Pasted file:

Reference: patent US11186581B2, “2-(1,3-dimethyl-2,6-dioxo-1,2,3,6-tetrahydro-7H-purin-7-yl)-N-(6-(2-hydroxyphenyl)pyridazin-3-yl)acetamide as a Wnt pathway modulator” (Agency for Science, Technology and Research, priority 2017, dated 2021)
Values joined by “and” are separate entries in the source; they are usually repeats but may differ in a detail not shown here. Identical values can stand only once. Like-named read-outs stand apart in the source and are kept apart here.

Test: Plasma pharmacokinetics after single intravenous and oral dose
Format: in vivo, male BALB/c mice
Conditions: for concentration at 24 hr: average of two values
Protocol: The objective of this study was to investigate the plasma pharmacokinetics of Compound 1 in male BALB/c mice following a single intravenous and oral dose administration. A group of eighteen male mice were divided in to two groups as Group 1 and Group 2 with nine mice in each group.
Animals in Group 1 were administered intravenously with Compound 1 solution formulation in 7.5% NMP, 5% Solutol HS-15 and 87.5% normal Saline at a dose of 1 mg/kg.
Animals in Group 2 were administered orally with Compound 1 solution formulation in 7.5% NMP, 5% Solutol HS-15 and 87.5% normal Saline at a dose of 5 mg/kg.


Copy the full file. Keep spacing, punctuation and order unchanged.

Reference: patent US11186581B2, “2-(1,3-dimethyl-2,6-dioxo-1,2,3,6-tetrahydro-7H-purin-7-yl)-N-(6-(2-hydroxyphenyl)pyridazin-3-yl)acetamide as a Wnt pathway modulator” (Agency for Science, Technology and Research, priority 2017, dated 2021)
Values joined by “and” are separate entries in the source; they are usually repeats but may differ in a detail not shown here. Identical values can stand only once. Like-named read-outs stand apart in the source and are kept apart here.

Test: Plasma pharmacokinetics after single intravenous and oral dose
Format: in vivo, male BALB/c mice
Conditions: for concentration at 24 hr: average of two values
Protocol: The objective of this study was to investigate the plasma pharmacokinetics of Compound 1 in male BALB/c mice following a single intravenous and oral dose administration. A group of eighteen male mice were divided in to two groups as Group 1 and Group 2 with nine mice in each group.
Animals in Group 1 were administered intravenously with Compound 1 solution formulation in 7.5% NMP, 5% Solutol HS-15 and 87.5% normal Saline at a dose of 1 mg/kg.
Animals in Group 2 were administered orally with Compound 1 solution formulation in 7.5% NMP, 5% Solutol HS-15 and 87.5% normal Saline at a dose of 5 mg/kg.